"They could have done that, yes, and we could not disclose it," she said. "They could have said anything in there, and we could not disclose it. We could have talked about the weather, and we couldn't disclose it." 

So much for the executive session rule about telling us at least what the topics will be.

Dodge No. 2: Let personal pique influence decisions about access to records.

Longtime telecom gadfly Steve Whitaker wanted to see public documents related to network design at the ECFiber communications union district in east-central Vermont last summer. He was turned down and appealed that decision to ECFiber board chair F.X. Flinn.

Here is Flinn's ruling, delivered in an email: "For crying out loud, Steve. The people and institutions who will take responsibility for this will obviously have access to all the information they need. You are not one of them, nor is any other member of the general public. Appeal denied."

Flinn said in an interview that some of what Whitaker was asking for was sensitive from a security standpoint. He said Whitaker didn't make clear the legal grounds for his appeal.

Dodge No. 3: You don't have to produce a record if you can avoid creating it.

Elijah Emerson, a lawyer who has been a key player in getting Vermont's communications districts organized, provided a coaching session on the public records and meetings law last week to the board of NEK Community Broadband. To my ears, Emerson's advice promoted secrecy. He called the open records law's exemption from disclosure for business information "the big one that you guys will probably be using most often" to deny members of the public access to information.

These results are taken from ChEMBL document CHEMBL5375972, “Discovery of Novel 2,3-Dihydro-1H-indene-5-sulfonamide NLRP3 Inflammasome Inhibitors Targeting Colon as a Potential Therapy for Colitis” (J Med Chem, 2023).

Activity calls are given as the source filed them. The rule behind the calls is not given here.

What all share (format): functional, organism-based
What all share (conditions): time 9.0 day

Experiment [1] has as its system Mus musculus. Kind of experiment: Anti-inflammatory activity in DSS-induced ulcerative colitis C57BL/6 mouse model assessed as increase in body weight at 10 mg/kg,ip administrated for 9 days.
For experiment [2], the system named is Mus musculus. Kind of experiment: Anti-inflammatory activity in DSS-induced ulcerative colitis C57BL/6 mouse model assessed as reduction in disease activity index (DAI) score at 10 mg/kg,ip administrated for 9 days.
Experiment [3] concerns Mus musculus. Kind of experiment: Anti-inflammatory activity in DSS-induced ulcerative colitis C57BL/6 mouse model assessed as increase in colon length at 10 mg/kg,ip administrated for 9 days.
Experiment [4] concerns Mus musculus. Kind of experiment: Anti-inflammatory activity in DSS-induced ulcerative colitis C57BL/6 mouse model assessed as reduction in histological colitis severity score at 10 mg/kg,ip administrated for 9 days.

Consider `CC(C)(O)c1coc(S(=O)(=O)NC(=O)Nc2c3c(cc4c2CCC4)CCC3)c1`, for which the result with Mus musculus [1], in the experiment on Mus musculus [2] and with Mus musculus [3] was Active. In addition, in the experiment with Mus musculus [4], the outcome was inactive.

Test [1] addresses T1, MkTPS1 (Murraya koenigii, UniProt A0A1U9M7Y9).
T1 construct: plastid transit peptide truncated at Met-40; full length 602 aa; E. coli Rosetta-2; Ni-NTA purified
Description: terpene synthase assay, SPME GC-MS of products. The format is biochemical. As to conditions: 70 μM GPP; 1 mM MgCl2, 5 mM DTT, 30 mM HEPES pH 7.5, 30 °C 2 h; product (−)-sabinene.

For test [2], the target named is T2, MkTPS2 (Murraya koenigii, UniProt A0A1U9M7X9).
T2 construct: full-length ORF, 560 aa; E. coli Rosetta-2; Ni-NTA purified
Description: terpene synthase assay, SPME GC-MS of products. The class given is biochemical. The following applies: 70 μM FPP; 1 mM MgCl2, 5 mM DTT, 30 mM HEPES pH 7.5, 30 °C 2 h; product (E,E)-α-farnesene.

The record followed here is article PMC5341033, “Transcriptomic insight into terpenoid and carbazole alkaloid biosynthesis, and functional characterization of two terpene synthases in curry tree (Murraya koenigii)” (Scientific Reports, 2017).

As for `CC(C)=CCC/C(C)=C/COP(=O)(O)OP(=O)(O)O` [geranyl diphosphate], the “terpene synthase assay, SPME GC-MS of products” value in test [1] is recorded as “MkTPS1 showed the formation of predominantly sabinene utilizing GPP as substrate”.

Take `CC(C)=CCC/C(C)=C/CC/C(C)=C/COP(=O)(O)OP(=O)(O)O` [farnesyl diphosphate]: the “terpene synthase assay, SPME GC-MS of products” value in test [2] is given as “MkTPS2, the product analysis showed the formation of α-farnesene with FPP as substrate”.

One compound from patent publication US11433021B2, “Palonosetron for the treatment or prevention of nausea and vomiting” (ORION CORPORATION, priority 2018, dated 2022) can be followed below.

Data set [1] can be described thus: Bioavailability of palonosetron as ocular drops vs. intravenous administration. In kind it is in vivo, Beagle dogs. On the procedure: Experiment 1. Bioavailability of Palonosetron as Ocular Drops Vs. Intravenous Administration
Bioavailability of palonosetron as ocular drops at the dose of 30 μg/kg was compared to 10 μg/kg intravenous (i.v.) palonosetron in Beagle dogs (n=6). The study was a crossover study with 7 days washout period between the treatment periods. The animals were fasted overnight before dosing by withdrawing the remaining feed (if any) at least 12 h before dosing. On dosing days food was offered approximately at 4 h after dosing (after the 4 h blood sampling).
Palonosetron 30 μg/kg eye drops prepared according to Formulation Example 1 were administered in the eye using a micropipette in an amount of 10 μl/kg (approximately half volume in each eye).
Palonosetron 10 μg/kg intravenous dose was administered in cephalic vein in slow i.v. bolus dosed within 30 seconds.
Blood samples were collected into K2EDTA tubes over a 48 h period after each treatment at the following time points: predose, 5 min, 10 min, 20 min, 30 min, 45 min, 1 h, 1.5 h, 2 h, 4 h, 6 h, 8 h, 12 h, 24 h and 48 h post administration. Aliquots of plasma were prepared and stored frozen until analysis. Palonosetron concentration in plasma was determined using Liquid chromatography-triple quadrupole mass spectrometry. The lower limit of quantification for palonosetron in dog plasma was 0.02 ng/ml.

Here's Emerson on how board members should communicate with one another: "If it's just as easy to make a phone call rather than send an email ... think about making a phone call. Think about not making a public record if you don't need to." 

So there you have it: Vermont heading into the age of information by choking the open meeting law with nondisclosure agreements, letting decisions about disclosure be tinged with personal annoyance and figuring out ways to skirt the transparency laws.

As I said, Happy Sunshine Week.

Media Note: Dillon Departs

John Dillon, Vermont Public Radio's first full-time staff reporter when he was hired in 2001, has announced he's dropping the mic in May. 

Dillon, now 66, was already established as one of the state's best journalists when he left the Rutland Herald and the Barre-Montpelier Times Argus for radio land. In the new-to-him medium, Dillon kept up his groundbreaking reporting on energy, the environment and agriculture with work that included series on the plight of undocumented immigrants working on Vermont's dairy farms and the social and environmental harms of Hydro-Québec, Vermont's biggest source of electric power. He won several regional awards and one national Edward R. Murrow Award.

Dillon served as news editor for four years, helping stock VPR with a new generation of journalists. He later returned to reporting but broadened his role as the VPR staffer assigned to the New England News Collaborative.

"They'll carry the torch. They're doing a great job," he said of his colleagues on Monday. He added, "I really do admire VPR, its mission and the people. I am really grateful for the chance they took in hiring an ink-stained wretch to do radio." He said he plans to continue "working at my own pace on my own projects." 

Correction, March 18, 2021: A previous version of this story failed to note one of Vermont's six statewide elected officeholders — treasurer.

The original print version of this article was headlined "Team Molly | Lt. Gov. Gray hires a political staffer to stay "connected""